With most of us working from home, hopefully everyone is settling in and successfully accessing their SOLIDWORKS tools just like you normally would if working from the office. If you are having any issues, check out our blogs “Working Remote? Use SOLIDWORKS Effectively With These Tips,” and “Work From Home During COVID-19 With SOLIDWORKS Temporary Licenses.”
Now I would like to make sure you are using your CAD tool to its full potential and that means testing your design for strength before making a prototype. During the design phase, changes are easiest to implement and cheapest to make; so iterate now using built-in simulation tools.
If you have access to SOLIDWORKS Premium, you may already know that you gain full capabilities to run a linear static analysis by turning on the Simulation add-in. For you SOLIDWORKS Standard and Professional users, did you know that all levels of SOLIDWORKS CAD (Standard, Professional and Premium) have basic analysis capabilities? Yes, trust me, they do! You gain access to running a structural simulation study, with a few limitations (check out this blog “Is SimulationXpress Enough?“), through the SimulationXpress tool. This tool is great for a first pass on your single body part to check the strength of your design. It is a great way to do a comparative analysis to see if the strength of your design has improved or not and iterate toward a better design.
Getting Started With the SimulationXpress Tool
Getting started is really simple and takes less than a minute. All you need to do is activate the SimulationXpress tool and you will be on your way. First, open a single body part file, then you can navigate to Tools>Xpress Products and select SimulationXpress. You will see other Xpress tools that I highly recommend checking out to get the most out of your CAD tool.
If you have never used this tool before, it will open up a window asking you to follow the link to https://my.solidworks.com/xpress to get a Product Code to complete the activation process. You’ll sign in using your SOLIDWORKS online account to activate the tool. If you don’t have an account, it is really easy to create one. This doesn’t require an active subscription service contract and gets you a ton of great information like webinars, forums, example CAD models and training. Here is some additional information on what you gain with your SOLIDWORKS online account. If you need help with creating an account, contact our technical support or take a look at our support article.
After you login and enter the serial number, SOLIDWORKS version, and Xpress product, in this case SimulationXpress, click on “get my code” and it should appear in the same window, highlighted in green. Now just copy and paste the code back into SOLIDWORKS and click OK. And that’s it! You now have access to the tool and will no longer require you to do this moving forward.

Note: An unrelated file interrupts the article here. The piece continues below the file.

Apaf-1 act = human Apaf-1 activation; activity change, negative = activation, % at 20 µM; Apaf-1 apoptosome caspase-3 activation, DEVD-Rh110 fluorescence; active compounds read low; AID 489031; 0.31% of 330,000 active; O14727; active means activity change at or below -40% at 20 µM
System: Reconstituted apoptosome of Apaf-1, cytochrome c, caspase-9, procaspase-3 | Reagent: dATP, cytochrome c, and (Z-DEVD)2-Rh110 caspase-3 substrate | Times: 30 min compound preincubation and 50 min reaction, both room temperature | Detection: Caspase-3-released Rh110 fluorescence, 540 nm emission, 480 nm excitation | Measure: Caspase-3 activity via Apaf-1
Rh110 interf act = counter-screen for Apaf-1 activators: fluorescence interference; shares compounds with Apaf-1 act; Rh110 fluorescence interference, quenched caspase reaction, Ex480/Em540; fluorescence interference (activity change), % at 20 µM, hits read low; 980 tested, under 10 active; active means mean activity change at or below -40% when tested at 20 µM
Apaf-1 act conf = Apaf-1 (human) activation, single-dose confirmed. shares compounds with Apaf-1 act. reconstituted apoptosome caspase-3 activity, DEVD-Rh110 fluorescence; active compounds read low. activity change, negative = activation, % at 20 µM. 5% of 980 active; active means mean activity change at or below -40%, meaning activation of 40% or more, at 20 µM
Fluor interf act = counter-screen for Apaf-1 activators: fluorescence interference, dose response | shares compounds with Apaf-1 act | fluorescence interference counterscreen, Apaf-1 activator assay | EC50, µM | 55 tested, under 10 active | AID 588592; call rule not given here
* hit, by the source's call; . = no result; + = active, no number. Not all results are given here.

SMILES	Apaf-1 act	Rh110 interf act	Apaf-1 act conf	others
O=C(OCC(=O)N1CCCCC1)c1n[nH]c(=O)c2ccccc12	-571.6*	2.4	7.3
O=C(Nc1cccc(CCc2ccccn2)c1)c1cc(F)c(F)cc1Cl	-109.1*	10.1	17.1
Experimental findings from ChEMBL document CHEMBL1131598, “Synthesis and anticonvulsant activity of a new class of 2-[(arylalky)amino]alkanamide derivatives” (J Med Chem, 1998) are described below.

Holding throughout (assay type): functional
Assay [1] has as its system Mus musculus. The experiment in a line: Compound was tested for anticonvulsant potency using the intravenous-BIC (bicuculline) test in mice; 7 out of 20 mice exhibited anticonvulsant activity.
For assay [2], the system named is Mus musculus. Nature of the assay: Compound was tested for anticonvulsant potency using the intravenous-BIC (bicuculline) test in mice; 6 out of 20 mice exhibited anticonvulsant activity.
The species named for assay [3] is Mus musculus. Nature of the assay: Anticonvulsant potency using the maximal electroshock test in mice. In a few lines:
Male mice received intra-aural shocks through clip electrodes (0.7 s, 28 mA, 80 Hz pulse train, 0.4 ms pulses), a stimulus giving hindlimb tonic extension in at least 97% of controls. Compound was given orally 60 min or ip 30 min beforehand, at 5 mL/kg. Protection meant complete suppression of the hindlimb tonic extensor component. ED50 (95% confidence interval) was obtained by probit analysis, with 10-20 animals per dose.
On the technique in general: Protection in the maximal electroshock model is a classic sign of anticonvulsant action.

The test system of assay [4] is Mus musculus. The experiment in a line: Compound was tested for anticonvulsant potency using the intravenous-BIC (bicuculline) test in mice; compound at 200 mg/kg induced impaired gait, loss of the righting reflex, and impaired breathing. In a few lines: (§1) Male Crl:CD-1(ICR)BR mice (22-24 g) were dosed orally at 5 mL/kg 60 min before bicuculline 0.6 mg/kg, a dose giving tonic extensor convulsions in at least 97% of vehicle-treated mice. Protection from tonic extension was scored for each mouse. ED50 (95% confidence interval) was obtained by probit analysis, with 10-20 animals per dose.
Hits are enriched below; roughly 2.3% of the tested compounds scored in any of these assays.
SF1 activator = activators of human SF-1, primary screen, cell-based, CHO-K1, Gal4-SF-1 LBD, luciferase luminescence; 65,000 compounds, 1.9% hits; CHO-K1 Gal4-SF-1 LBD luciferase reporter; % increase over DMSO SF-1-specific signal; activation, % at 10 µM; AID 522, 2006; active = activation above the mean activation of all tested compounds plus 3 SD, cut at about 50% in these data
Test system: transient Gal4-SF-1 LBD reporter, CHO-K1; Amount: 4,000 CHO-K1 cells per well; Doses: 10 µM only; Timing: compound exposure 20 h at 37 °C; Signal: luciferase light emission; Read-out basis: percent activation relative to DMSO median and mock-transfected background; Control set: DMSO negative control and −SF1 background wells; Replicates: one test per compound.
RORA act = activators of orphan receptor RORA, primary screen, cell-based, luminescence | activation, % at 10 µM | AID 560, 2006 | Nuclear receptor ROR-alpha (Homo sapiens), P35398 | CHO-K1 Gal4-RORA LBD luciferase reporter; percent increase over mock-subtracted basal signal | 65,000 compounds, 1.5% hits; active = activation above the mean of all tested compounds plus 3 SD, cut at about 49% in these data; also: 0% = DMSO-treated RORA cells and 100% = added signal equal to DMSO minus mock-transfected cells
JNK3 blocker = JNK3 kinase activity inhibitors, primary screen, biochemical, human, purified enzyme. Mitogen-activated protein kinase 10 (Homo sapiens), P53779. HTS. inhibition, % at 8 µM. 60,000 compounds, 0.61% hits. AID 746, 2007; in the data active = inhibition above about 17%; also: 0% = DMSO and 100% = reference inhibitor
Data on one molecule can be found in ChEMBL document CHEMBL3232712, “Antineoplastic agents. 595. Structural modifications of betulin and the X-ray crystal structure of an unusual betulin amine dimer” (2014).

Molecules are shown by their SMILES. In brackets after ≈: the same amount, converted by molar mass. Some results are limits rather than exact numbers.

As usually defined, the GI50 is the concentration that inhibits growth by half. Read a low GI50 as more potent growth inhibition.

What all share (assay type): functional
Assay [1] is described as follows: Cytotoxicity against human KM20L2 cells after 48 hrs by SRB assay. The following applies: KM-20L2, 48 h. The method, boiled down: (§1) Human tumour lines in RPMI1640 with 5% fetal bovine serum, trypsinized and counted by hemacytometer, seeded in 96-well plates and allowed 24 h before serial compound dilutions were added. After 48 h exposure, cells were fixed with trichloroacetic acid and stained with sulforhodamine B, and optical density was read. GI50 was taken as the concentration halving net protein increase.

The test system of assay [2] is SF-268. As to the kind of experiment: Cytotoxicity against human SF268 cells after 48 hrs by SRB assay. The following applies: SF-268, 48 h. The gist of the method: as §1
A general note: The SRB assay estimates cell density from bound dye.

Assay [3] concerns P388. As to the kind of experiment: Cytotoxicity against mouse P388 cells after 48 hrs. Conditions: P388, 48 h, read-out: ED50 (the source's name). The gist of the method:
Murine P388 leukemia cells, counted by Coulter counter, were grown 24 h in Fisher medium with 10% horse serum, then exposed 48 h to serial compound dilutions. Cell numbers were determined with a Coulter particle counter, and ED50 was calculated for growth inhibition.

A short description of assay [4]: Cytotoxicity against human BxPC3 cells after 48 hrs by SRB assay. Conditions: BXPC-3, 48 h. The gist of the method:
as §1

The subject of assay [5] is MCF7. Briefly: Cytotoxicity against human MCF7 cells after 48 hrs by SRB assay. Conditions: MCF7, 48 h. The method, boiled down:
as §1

Building a Static Analysis
You can now use great features like the wizard located in the task pane to walk you through a step by step process to building a static analysis. This can be done in just four simple steps! These steps include adding a fixture to restrain the body, applying a load to represent how the body will be deformed, a material that references the built-in material database, and lastly to mesh/run the study. Each step on the wizard interface has a description as to what that feature is, what their assumptions are, and some visual examples as to what the features do. You will never feel left in the dark not knowing how to set up your problem, much less setting it up properly. Here is a video to see the process in action.
After running the study, you can see 3 result types: Displacement, Stress and Factor of Safety. I would recommend new users start by reviewing the displacement plot. This is a quick way to validate the study, compare against hand calculations, or a physical test.
You can activate the animation to visualize and confirm if the body is deforming the way you would expect. Finally, I’d suggest looking at Factor of Safety (FOS) where anything below a min FOS of 1 is not a good sign that your part is strong enough under that given load. This means that the part was not able to withstand the given load you provided and now it’s time to make a change. Remember, SimulationXpress is integrated with the SOLIDWORKS CAD interface and features, so make a design change and re-run the study to see how the results have been affected.
At this point, I want you to open that part design you have been working on and give it a test. Does your part seem strong enough? Test it against some other design options you were thinking about and see what iteration is going to work best. You will find that using SimulationXpress can help you compare the strength of your design alternatives and make improvements without guessing. Sure you can design really cool things in SOLIDWORKS, but it’s important to know, is my design strong enough? Running a simple static analysis to answer this, is a simple yet powerful first step.
Check out this tech support article on Activating SOLIDWORKS Xpress Products for a more in-depth look on activating your Xpress tools. Visit our site for more information on SOLIDWORKS and if you have any questions, be sure to contact us at Hawk Ridge Systems today.